Personally, as a Libertarian, I am all for letting them all go the way the breezes take them.  If that means they fail, then they fail. 

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20 minutes ago, emocmo said:


If this were the case the country would have Fallen apart in 1876, 1936, 2009, and now.  
 

The people in this country are resilient. The small business/entrepreneur mindset is strong. 
 

. . .

I have much respect for the resiliency of the people in this country, but I suggest that the people today are not the hardy stock of the populace in 1876 or 1936. Additionally, I believe that the ONLY reason that the country did not completely fall apart either in 2009 or today is that it was papered over by the FED (so to speak). And, we have not yet come close to recovering even from the debt binge of 2009.

 

It takes some time to breed certain characteristics out of a species, and between 1936 (1936ish) and now, self sufficiency is being bred out due to various forms of welfare and forced dependency on the government(s). Also, the changes in the educational system from the early 1900s to teaching socialization of students rather than factual knowledge put forth by John Dewey takes many generations to be effective.

 

While the small business/entrepreneur mindset may be strong, I feel that it is substantially weaker in the populace as a whole than decades ago.

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1 minute ago, patents said:

I have much respect for the resiliency of the people in this country, but I suggest that the people today are not the hardy stock of the populace in 1876 or 1936. Additionally, I believe that the ONLY reason that the country did not completely fall apart either in 2009 or today is that it was papered over by the FED (so to speak). And, we have not yet come close to recovering even from the debt binge of 2009.

 

It takes some time to breed certain characteristics out of a species, and between 1936 (1936ish) and now, self sufficiency is being bred out due to various forms of welfare and forced dependency on the government(s). Also, the changes in the educational system from the early 1900s to teaching socialization of students rather than factual knowledge put forth by John Dewey takes many generations to be effective.

 

While the small business/entrepreneur mindset may be strong, I feel that it is substantially weaker in the populace as a whole than decades ago.

 

I understand your point.  I DO think there are plenty of people in this country who are able to pick themselves up.

 

One of the things I would point to during these times is the amount of "savings" and "debt repayment" that has happened in the past six months.  I think the general population realized what a lousy position they were in financially--and they have taken steps to put themselves in a better place.

 

I wonder if the "people" are as bad off as the "evening news" leads us to believe they are.  I am not a fool--I know that there are ghettos in the urban sprawl that are doing poorly.  I know that there are homes that struggle.  I know there are people with virtually no "survival" skills out there.  But I also know that people are inherently good--at least most of us.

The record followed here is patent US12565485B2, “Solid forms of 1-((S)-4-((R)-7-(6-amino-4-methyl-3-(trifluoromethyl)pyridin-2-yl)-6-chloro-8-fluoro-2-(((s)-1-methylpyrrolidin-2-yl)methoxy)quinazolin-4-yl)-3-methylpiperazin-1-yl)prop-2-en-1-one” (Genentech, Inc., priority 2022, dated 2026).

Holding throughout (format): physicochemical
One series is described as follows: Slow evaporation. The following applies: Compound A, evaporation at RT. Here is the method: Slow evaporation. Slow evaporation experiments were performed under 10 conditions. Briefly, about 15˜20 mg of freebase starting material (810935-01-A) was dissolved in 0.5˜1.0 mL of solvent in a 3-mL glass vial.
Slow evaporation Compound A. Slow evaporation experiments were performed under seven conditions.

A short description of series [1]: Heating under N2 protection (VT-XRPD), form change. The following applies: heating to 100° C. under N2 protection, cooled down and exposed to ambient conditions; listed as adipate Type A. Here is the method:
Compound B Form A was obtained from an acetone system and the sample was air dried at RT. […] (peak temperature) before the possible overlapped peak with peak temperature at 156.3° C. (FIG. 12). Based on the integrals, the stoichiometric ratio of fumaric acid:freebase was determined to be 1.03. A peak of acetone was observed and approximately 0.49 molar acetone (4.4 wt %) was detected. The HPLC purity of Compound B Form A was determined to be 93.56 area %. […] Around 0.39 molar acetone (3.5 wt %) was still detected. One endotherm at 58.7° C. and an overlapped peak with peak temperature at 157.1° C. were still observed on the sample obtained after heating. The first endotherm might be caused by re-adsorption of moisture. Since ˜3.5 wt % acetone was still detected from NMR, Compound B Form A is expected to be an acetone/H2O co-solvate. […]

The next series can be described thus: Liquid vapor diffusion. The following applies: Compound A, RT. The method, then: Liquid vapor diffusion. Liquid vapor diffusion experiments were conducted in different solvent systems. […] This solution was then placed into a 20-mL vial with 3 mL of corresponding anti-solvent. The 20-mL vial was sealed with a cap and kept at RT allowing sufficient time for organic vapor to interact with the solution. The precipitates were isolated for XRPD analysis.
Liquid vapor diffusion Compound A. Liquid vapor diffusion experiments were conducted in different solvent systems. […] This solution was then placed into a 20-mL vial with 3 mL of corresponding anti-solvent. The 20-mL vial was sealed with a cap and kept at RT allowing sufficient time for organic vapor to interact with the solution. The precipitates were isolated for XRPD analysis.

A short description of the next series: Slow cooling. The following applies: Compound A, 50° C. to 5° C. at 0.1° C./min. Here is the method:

Unfortunately the historical method for getting the country out of a mess is to start a war somewhere.    I think that count down has probably already started.  And if that happens, I think this time it will be as much a "home game" as it has been an "away game" the last several times.  We are due.

 

My son in law was just told his next deployment has been switched from Eastern Europe to Nigeria.  Not exactly the place you want to spend a year of your life.

 

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52 minutes ago, emocmo said:

. . .

One of the things I would point to during these times is the amount of "savings" and "debt repayment" that has happened in the past six months.  I think the general population realized what a lousy position they were in financially--and they have taken steps to put themselves in a better place.

. . .

If you are referring to the USG's reported savings rate, I was astounded when I looked into the details how that metric is defined and calculated. The USG definition of savings is not even close to how I would define the concept.

 

Just curious - Do you really think that in the past 6 months that people in the aggregate have been putting more aside as savings (using the ordinary definition of that term and not the USG definition), rather than drawing down what little savings most people have? (Again, I am really asking about the numbers of people, not necessarily the quantity of dollars exactly since the rich are getting richer and can easily skew the figure if calculated on a total dollar basis.) (And, I am talking about savings, not an increase in asset value for what might be considered savings. An ounce of gold remains and ounce, but the value of a bank account changes.)

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1 hour ago, patents said:

If you are referring to the USG's reported savings rate, I was astounded when I looked into the details how that metric is defined and calculated. The USG definition of savings is not even close to how I would define the concept.